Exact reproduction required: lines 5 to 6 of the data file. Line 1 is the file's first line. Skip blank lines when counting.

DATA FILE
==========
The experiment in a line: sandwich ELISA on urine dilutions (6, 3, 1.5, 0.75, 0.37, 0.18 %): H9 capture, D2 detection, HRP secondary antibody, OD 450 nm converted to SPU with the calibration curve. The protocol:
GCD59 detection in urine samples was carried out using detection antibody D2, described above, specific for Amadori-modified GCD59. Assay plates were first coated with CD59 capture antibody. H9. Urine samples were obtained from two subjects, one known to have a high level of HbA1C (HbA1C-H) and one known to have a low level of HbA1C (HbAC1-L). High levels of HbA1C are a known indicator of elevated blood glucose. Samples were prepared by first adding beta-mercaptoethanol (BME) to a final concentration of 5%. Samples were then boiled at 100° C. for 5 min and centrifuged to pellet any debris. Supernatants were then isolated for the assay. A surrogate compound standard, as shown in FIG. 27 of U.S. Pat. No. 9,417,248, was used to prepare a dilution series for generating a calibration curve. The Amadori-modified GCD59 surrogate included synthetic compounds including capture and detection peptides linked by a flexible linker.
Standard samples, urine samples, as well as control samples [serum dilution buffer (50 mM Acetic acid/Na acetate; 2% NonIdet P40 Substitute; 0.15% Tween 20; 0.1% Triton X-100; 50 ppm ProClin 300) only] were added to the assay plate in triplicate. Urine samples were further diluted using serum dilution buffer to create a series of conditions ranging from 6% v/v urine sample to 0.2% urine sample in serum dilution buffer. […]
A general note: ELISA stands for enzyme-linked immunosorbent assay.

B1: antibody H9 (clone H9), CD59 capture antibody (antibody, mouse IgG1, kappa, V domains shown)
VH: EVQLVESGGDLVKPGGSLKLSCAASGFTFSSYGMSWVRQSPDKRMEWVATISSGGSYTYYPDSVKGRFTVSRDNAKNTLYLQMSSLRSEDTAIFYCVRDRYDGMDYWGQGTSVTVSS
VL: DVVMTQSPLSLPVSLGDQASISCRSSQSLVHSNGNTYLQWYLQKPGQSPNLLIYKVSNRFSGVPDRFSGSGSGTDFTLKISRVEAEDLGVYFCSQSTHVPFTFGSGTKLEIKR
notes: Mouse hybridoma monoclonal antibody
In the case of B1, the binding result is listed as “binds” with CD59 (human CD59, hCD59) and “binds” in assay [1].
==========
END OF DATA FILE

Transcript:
B1: antibody H9 (clone H9), CD59 capture antibody (antibody, mouse IgG1, kappa, V domains shown)
VH: EVQLVESGGDLVKPGGSLKLSCAASGFTFSSYGMSWVRQSPDKRMEWVATISSGGSYTYYPDSVKGRFTVSRDNAKNTLYLQMSSLRSEDTAIFYCVRDRYDGMDYWGQGTSVTVSS